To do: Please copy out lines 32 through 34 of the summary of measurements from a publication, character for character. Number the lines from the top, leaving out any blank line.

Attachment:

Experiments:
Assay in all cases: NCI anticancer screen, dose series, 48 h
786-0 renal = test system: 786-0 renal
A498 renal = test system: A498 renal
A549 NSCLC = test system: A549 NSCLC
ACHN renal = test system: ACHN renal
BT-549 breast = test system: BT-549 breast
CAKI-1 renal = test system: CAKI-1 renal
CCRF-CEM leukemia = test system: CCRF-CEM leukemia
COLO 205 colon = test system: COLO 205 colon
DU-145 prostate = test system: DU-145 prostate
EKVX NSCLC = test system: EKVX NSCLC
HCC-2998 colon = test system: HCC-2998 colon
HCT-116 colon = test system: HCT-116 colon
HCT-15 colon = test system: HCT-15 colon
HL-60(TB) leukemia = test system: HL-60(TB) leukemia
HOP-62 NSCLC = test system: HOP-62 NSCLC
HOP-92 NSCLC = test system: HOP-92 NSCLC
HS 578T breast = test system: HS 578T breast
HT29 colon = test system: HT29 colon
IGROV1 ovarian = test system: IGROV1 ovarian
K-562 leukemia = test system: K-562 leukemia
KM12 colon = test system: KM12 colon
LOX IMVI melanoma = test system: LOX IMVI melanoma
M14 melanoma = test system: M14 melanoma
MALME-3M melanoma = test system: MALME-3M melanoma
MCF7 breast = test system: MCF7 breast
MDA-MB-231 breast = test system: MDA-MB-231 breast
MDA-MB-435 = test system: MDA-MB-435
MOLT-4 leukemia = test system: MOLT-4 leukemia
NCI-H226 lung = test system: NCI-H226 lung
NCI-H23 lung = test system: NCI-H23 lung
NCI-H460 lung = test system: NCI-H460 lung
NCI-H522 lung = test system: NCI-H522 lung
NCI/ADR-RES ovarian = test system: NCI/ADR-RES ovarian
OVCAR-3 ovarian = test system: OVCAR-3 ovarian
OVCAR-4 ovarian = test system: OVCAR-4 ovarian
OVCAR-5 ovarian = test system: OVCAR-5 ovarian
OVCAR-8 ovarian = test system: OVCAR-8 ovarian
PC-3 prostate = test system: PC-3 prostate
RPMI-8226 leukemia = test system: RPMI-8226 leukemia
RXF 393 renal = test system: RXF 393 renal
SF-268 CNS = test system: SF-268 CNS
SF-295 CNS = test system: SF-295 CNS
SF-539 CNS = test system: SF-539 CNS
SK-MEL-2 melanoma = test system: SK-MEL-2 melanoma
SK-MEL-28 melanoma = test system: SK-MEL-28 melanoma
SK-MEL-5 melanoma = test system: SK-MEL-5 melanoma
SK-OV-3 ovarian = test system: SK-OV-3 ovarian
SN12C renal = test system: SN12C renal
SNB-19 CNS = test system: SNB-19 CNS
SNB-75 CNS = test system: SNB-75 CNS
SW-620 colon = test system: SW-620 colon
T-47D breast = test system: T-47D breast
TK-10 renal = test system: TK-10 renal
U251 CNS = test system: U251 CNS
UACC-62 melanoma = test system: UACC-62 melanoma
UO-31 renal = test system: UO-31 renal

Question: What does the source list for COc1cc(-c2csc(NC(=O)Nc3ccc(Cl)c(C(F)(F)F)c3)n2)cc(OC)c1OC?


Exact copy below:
NCI-H23 lung = test system: NCI-H23 lung
NCI-H460 lung = test system: NCI-H460 lung
NCI-H522 lung = test system: NCI-H522 lung